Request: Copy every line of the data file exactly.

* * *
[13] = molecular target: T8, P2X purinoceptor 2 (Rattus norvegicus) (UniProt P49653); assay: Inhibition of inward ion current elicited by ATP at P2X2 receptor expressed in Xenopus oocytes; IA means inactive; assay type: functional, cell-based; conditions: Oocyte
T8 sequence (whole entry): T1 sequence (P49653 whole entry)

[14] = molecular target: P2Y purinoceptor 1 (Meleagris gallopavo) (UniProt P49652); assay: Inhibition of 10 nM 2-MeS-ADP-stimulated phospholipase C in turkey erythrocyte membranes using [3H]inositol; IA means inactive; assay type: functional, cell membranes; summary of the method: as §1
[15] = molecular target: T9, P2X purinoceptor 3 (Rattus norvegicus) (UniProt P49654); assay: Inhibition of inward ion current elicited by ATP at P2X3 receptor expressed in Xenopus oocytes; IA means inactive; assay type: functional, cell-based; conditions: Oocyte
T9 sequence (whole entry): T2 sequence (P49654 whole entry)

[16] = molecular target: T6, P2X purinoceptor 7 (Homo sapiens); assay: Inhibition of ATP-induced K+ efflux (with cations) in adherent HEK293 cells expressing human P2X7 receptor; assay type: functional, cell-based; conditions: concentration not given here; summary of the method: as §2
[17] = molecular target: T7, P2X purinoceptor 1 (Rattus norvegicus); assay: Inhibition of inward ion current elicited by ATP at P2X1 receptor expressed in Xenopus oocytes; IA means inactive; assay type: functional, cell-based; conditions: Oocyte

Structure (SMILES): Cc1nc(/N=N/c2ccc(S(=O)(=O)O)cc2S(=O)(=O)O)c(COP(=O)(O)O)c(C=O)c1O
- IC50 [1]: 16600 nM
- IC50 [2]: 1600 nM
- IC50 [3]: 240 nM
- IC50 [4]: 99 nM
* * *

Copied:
[13] = molecular target: T8, P2X purinoceptor 2 (Rattus norvegicus) (UniProt P49653); assay: Inhibition of inward ion current elicited by ATP at P2X2 receptor expressed in Xenopus oocytes; IA means inactive; assay type: functional, cell-based; conditions: Oocyte
T8 sequence (whole entry): T1 sequence (P49653 whole entry)

[14] = molecular target: P2Y purinoceptor 1 (Meleagris gallopavo) (UniProt P49652); assay: Inhibition of 10 nM 2-MeS-ADP-stimulated phospholipase C in turkey erythrocyte membranes using [3H]inositol; IA means inactive; assay type: functional, cell membranes; summary of the method: as §1
[15] = molecular target: T9, P2X purinoceptor 3 (Rattus norvegicus) (UniProt P49654); assay: Inhibition of inward ion current elicited by ATP at P2X3 receptor expressed in Xenopus oocytes; IA means inactive; assay type: functional, cell-based; conditions: Oocyte
T9 sequence (whole entry): T2 sequence (P49654 whole entry)

[16] = molecular target: T6, P2X purinoceptor 7 (Homo sapiens); assay: Inhibition of ATP-induced K+ efflux (with cations) in adherent HEK293 cells expressing human P2X7 receptor; assay type: functional, cell-based; conditions: concentration not given here; summary of the method: as §2
[17] = molecular target: T7, P2X purinoceptor 1 (Rattus norvegicus); assay: Inhibition of inward ion current elicited by ATP at P2X1 receptor expressed in Xenopus oocytes; IA means inactive; assay type: functional, cell-based; conditions: Oocyte

Structure (SMILES): Cc1nc(/N=N/c2ccc(S(=O)(=O)O)cc2S(=O)(=O)O)c(COP(=O)(O)O)c(C=O)c1O
- IC50 [1]: 16600 nM
- IC50 [2]: 1600 nM
- IC50 [3]: 240 nM
- IC50 [4]: 99 nM